Your virtual box seat to New England's professional sports & live concerts.

Gronkowski’s inane antics should lead to the Pats sending him packing

Gronkowski’s inane antics should lead to the Pats sending him packing

By Kevin Flanagan

BSD Senior Staff Writer

It is one thing to be a fun-loving class clown and it is another thing to be a deplorable dink.  During his ridiculous press conference held at Gillette Stadium prior to Monster Energy’s AMA Supercross event on Saturday, Rob Gronkowski officially entered the realm of Dinkdom.

Only steps away from the head coach’s office that he was showing up, Gronkowski was asked about his status for the upcoming 2018 Patriots season.  The once lovable goofball turned turd said, “My status is doing really great.  I’ve been riding dirtbikes. I’ve been training really hard. I can vroom-vroom really good. I can ride that bike like no other and my speed is up there.”

So much for the career in acting that has been one of the options bandied about for the best tight end in football and potential hall of famer.  His poor performance behind the microphone is only matched by Howie Long’s brief acting career in the 90’s, and that’s not good.

When asked if he would be attending future offseason workouts after being absent for the first round last week, Gronkowski said, “No, I’ve got dirt-biking skills to work on.”

And while the other petulant Patriot this offseason – quarterback Tom Brady – may have tried to dampen some of the turbulence between him and the team by having his agent Don Yee tell ESPN’s Adam Schefter on Monday that “Tom’s intentions have not changed,” and his client still plans on playing into his mid-40’s.  Gronkowski continues to play this grade school level of cat and mouse with the Pats and that could result in him having a different place of employment as soon as this week.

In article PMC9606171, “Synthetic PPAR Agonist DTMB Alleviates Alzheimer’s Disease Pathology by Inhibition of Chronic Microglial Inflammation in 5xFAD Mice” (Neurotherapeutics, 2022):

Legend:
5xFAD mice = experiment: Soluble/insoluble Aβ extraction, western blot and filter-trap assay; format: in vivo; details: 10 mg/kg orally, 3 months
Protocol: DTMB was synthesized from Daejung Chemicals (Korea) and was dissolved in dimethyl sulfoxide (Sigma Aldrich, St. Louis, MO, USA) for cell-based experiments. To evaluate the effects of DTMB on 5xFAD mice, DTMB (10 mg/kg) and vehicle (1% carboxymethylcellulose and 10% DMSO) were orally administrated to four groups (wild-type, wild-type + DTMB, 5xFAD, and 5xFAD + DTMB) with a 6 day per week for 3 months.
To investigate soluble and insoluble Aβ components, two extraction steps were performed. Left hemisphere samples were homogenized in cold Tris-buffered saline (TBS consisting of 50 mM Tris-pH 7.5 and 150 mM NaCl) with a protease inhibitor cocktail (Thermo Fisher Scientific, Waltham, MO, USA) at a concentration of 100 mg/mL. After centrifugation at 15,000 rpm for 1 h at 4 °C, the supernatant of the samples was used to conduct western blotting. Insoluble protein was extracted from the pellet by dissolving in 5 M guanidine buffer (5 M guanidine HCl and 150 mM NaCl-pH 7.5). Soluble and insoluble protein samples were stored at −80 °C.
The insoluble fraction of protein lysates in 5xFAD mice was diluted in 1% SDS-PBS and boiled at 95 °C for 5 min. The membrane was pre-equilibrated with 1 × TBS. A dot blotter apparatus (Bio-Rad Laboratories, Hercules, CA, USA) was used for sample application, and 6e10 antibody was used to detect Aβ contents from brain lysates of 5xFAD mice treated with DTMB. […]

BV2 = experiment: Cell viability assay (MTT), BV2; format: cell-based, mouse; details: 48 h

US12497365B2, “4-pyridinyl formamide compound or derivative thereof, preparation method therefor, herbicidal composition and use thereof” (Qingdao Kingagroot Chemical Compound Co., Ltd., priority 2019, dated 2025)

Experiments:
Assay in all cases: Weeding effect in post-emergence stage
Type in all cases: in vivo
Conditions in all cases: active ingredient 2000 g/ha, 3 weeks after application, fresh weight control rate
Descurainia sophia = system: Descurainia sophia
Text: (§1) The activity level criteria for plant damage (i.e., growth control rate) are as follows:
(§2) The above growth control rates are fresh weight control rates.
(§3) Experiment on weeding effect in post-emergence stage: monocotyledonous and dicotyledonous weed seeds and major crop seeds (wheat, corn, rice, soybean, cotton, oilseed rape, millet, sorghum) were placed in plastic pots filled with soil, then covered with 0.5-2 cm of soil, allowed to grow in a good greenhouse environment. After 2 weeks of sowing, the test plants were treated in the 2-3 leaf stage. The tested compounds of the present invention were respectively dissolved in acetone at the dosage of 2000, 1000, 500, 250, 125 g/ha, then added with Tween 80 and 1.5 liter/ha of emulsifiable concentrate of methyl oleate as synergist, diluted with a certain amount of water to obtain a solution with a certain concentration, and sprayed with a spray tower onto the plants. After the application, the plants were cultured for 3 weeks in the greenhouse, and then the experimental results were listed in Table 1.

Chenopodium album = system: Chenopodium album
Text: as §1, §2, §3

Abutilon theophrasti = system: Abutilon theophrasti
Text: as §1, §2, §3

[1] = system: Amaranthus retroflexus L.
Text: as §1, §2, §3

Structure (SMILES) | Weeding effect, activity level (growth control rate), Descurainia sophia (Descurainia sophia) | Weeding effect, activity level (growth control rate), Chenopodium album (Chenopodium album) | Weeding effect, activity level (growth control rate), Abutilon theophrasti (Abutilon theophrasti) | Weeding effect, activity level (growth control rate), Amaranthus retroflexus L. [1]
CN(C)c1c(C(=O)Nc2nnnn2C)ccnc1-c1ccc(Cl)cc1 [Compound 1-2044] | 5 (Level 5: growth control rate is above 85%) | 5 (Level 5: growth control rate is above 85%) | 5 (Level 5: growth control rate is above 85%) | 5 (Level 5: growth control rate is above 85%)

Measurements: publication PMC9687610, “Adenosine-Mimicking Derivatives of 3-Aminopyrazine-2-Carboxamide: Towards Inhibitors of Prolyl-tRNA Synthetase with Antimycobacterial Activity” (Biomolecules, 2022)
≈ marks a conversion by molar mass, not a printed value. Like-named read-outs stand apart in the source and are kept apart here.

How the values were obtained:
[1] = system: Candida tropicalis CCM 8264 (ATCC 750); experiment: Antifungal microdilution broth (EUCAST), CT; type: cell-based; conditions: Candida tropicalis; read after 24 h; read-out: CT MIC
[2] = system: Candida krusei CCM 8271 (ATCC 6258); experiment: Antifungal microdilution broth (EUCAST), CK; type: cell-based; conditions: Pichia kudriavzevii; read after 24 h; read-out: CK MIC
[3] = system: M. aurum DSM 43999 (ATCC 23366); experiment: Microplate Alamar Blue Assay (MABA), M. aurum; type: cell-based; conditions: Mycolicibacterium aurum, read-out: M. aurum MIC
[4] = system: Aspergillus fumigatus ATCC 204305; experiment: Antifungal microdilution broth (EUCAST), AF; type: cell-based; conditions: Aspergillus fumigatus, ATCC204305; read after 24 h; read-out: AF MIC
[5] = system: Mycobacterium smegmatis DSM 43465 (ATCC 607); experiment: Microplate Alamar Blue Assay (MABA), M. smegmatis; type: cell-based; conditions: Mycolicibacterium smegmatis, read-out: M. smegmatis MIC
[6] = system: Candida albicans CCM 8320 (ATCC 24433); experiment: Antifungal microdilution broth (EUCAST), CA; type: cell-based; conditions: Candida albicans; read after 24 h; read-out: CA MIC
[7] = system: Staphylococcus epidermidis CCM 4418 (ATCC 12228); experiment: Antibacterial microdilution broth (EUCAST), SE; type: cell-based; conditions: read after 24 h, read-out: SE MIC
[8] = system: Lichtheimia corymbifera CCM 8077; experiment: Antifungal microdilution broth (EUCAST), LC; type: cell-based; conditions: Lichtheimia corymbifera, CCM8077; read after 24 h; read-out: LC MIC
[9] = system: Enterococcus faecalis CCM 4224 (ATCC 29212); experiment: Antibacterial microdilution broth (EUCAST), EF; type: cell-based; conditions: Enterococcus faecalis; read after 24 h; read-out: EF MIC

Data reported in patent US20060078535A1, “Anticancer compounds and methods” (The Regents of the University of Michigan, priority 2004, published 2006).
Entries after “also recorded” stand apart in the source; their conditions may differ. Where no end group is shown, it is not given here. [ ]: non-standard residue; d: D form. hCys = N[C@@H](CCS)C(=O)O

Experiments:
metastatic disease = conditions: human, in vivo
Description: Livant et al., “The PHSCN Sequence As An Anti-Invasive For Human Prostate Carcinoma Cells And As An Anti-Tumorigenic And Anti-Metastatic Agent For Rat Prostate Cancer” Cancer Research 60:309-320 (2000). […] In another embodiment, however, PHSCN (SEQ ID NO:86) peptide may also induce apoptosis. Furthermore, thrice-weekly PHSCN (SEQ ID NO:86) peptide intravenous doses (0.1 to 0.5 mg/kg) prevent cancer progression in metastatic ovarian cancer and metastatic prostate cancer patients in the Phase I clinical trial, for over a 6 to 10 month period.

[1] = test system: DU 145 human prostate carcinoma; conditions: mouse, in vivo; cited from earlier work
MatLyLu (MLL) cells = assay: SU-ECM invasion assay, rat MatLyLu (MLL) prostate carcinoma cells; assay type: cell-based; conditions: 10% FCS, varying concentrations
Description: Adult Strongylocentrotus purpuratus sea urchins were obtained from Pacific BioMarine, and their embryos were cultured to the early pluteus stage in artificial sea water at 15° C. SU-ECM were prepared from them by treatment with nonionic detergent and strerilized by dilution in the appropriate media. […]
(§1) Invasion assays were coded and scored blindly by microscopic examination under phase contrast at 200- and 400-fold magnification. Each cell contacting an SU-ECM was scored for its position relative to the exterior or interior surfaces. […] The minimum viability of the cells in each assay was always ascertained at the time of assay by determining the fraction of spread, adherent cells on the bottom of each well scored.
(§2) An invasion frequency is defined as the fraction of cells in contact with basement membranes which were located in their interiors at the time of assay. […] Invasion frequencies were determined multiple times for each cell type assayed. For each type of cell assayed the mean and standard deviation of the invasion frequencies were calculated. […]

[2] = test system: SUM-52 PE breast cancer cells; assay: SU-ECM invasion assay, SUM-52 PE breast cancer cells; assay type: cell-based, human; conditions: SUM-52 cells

His sophomoric actions on Saturday led many to believe that he is pushing for the team to trade him, something CBS Sports Boston’s Mike Giardi thinks is accurate.

There is no doubt that Gronkowski used the stage provided to him on Saturday to stick it up Bill Belichick’s behind as far as possible.  Even the biggest Patriots sycophant has to realize that.  If what the whiney wackjob wants is a trade, he should come out and say it.  If what he wants is a raise because he thinks he is the only player in the NFL that has been subjected to tough coaching and is underpaid for his skill level, that’s why he has an agent.

However, to continue to act like the turd in the punchbowl just to bring attention to himself has grown way too old.

Gronkowski is a great athlete, perhaps the greatest tight end to play the game.  Yet, his antics are beginning to alienate even those who think he could be an Oscar-winning actor someday after he stops pooping rainbows in Foxboro as a football player.

Tom Brady has been teetering close to muddying his image as the most team-first guy to ever play football in the salary cap era by pushing his brand over the Pats the past couple of years.  Never before would he allow it made public and beef he may have had with Bill (Remember his so-called “weapons” he had at wide receiver in the 2006 season?), and yet he has lifted the curtain to an extent his offseason that to call him selfish, wouldn’t be a stretch.

And while Gronkowski has built up his own share of good will with the Patriots fan base, his reservoir of goodwill doesn’t run nearly as deep.  The Pats have never won a Super Bowl without Brady, they have won four without Gronkowski.

It’s time for the 28-year-old tight end to start acting like the man he is supposed to be and lay to rest the middle school drama club level of the antics he has continued to turn to this spring.  If I’m Bill Belichick and the Patriots and I don’t get some level of commitment before the draft begins this week from their resident dope, I deal him for draft picks and let Gronkowski have fun trying to make it to the first round of the playoffs elsewhere.

Maybe Cleveland, perhaps?

Follow on Twitter @KevinMFlanagan.  Email at kflan@bostonsportsdesk.com

No Comments Yet.

Leave a comment